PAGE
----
Warren and Colleagues Sound Alarm on High Denial Rates for At-Risk Afghans Applying for Humanitarian Parole into U.S.
“Given the dangerous situation in Afghanistan, the history of the conflict, and the risk that many of these Afghans face due to their support for the United States over the past two decades, mechanistically applying these restrictive standards is inhumane, cruel, and contradictory to U.S. commitments and interests.”
Washington, D.C. – U.S. Senator Elizabeth Warren (D-Mass.) and 14 of her Senate colleagues wrote to Secretary of State Antony Blinken and Secretary of Homeland Security Alejandro Mayorkas to express concern over reports of high denial rates for Afghans applying for humanitarian parole into the United States. In the wake of the Taliban’s takeover of Afghanistan and the use of an untenably high standard of proof to determine eligibility, including requiring written documentation of threats, the more than 35,000 Afghans who have applied for humanitarian parole are being denied access to safe haven in the United States at a time of grave need.
“While we have always maintained that proper vetting is an essential part of the humanitarian parole process, we are greatly concerned that the Administration is holding Afghan nationals seeking humanitarian parole to an unreasonably high standard, creating barriers to safe haven in the United States,” Senator Warren and her colleagues wrote. “These standards mean that the majority of potentially eligible Afghan applicants will likely be denied parole, as given the chaos surrounding the U.S. exit from Afghanistan in August, many have fled to third countries or do not have written documentation of threats from the Taliban.”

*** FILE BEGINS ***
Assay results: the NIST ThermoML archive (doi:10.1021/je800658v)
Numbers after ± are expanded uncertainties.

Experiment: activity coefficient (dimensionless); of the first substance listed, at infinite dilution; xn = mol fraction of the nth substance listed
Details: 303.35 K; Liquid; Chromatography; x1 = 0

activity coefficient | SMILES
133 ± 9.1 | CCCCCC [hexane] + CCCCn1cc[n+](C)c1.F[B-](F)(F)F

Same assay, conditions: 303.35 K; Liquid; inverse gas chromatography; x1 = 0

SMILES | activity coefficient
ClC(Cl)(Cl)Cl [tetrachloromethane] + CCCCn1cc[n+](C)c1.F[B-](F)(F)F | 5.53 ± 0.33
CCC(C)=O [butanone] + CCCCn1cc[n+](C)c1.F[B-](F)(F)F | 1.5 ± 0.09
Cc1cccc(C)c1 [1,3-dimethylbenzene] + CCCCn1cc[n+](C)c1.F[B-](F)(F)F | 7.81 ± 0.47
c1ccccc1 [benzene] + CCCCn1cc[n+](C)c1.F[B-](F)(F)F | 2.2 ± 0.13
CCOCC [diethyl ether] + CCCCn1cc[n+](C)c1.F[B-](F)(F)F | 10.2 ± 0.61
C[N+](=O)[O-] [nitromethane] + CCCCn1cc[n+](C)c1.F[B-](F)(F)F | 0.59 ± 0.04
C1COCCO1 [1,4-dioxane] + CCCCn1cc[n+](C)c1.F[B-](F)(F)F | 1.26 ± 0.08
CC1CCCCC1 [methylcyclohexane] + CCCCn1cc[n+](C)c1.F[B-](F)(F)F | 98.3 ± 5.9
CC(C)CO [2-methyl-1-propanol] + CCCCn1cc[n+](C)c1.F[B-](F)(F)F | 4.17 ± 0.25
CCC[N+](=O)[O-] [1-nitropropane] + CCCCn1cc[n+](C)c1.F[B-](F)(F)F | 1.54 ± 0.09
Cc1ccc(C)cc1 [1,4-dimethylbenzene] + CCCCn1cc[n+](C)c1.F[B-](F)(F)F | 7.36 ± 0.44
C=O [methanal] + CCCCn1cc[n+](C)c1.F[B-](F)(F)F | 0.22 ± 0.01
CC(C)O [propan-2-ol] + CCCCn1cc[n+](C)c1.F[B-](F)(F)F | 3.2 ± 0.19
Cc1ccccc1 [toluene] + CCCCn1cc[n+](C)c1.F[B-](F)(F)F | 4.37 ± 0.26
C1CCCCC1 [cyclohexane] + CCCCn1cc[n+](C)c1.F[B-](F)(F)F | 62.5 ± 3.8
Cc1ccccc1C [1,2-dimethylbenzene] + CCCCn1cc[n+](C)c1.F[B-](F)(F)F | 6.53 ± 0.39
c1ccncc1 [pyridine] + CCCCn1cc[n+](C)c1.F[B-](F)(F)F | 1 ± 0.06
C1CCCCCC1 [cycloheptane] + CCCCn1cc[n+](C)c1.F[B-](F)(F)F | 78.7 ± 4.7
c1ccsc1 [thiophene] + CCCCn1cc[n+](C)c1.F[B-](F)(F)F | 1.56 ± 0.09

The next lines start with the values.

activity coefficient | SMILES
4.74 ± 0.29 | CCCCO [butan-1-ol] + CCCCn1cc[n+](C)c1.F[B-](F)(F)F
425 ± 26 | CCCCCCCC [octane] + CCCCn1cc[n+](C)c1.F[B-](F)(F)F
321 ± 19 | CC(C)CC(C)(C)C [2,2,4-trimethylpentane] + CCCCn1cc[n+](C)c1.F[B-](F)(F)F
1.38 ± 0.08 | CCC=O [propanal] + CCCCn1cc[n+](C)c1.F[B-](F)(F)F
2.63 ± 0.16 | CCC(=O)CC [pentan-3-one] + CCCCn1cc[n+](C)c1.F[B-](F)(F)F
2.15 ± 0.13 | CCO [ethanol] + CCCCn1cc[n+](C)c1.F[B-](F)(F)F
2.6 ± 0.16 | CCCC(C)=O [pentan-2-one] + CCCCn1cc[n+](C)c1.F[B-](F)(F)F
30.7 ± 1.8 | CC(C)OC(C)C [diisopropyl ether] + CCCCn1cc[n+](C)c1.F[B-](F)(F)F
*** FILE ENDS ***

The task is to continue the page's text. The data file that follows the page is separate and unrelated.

The senators noted that while the Secretary of Homeland Security has broad discretionary authority to grant humanitarian parole in individual cases of humanitarian benefit and for the public benefit, it is not fulfilling the Biden administration’s pledge to protect at-risk Afghans, including women leaders, activists, human rights defenders, and journalists, who were expressly advised to apply for humanitarian parole into the United States.
“This is not only a moral imperative, but critical for interests in being seen as a credible, honest, and loyal international partner, and essential for our national security,” Senator Warren and her colleagues argued.
The letter was also signed by Senate Majority Leader Chuck Schumer (D-N.Y.), Senate Foreign Relations Committee Chairman Bob Menendez (D-N.J.), and Senators Tim Kaine (D-Va.), Chris Van Hollen (D-Md.), Jeff Merkley (D-Ore.), Cory Booker (D-N.J.), Bernard Sanders (I-Vt.), Sheldon Whitehouse (D-R.I.), Tom Carper (D-Del.), Ron Wyden (D-Ore.), Richard Blumenthal (D-Conn.), Tina Smith (D-Minn.), Mazie K. Hirono (D-Hawaii), and Tammy Duckworth (D-Ill.).
The senators asked Secretary Blinken and Secretary Mayorkas for responses to a set of questions about the denial and acceptance rate of applications for humanitarian parole, the standards being used to adjudicate cases, and how it is fulfilling its verbal promises to vulnerable Afghans.
Senator Warren’s work on Afghanistan issues includes a number of actions to assist vulnerable Afghans seeking relocation to safety. Among her recent efforts:
Last month, Senators Warren, Edward J. Markey (D-Mass.) and Representative Seth Moulton (D-Mass.) wrote a letter to the Department of Homeland Security (DHS) and U.S. Citizenship and Immigration Services (USCIS) expressing alarm about restrictive and inconsistent processes for Afghan humanitarian parole applicants.
In October, Senator Warren and her colleagues wrote a letter to DHS and USCIS calling for the waiver of fees for Afghan humanitarian parole applicants.
In September, Senator Warren and her colleagues wrote a letter to President Biden urging him to continue the safe relocation of Afghan evacuees, refugees, parolees, and Special Immigration Visa (SIV) applicants into the US.
In August, Senator Warren and her colleagues wrote a letter to the State Department and DHS calling for the issuance of approved employment and family based visas to Afghan nationals.
In August, Senator Warren and her colleagues wrote a letter to President Biden calling for the expedited evacuation of SIV applicants from Afghanistan.
In June, Senator Warren joined Chairman Bob Menendez’s (D-N.J.) letter to DHS and the State Department calling for the expansion of eligibility for the SIV program and other ways to assist Afghan nationals who helped the United States.
This Congress, Senator Warren cosponsored the Afghan Allies Protection Act (S. 2032) and the HOPE for Afghan SIVs Act of 2021 (S. 2083).
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